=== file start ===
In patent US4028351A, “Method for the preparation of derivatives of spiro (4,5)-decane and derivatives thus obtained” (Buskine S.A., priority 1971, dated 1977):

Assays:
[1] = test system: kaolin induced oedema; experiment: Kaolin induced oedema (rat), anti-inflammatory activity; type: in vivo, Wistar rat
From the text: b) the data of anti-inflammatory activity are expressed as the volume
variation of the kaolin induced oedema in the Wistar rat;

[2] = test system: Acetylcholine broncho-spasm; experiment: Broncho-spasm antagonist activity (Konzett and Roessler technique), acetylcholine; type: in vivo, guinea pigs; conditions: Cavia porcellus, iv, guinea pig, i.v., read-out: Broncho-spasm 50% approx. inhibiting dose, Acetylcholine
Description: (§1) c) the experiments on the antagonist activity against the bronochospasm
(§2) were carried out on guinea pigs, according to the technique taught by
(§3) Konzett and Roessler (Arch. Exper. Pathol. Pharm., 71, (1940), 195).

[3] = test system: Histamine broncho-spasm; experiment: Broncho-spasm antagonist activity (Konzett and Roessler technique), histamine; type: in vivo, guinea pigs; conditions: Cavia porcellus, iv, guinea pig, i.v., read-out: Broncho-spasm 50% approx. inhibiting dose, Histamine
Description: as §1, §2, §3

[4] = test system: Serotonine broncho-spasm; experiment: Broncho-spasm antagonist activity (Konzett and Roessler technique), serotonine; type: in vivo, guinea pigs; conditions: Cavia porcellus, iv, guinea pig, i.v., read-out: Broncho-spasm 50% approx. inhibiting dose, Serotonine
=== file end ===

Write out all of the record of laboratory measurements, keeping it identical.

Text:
In patent US4028351A, “Method for the preparation of derivatives of spiro (4,5)-decane and derivatives thus obtained” (Buskine S.A., priority 1971, dated 1977):

Assays:
[1] = test system: kaolin induced oedema; experiment: Kaolin induced oedema (rat), anti-inflammatory activity; type: in vivo, Wistar rat
From the text: b) the data of anti-inflammatory activity are expressed as the volume
variation of the kaolin induced oedema in the Wistar rat;

[2] = test system: Acetylcholine broncho-spasm; experiment: Broncho-spasm antagonist activity (Konzett and Roessler technique), acetylcholine; type: in vivo, guinea pigs; conditions: Cavia porcellus, iv, guinea pig, i.v., read-out: Broncho-spasm 50% approx. inhibiting dose, Acetylcholine
Description: (§1) c) the experiments on the antagonist activity against the bronochospasm
(§2) were carried out on guinea pigs, according to the technique taught by
(§3) Konzett and Roessler (Arch. Exper. Pathol. Pharm., 71, (1940), 195).

[3] = test system: Histamine broncho-spasm; experiment: Broncho-spasm antagonist activity (Konzett and Roessler technique), histamine; type: in vivo, guinea pigs; conditions: Cavia porcellus, iv, guinea pig, i.v., read-out: Broncho-spasm 50% approx. inhibiting dose, Histamine
Description: as §1, §2, §3

[4] = test system: Serotonine broncho-spasm; experiment: Broncho-spasm antagonist activity (Konzett and Roessler technique), serotonine; type: in vivo, guinea pigs; conditions: Cavia porcellus, iv, guinea pig, i.v., read-out: Broncho-spasm 50% approx. inhibiting dose, Serotonine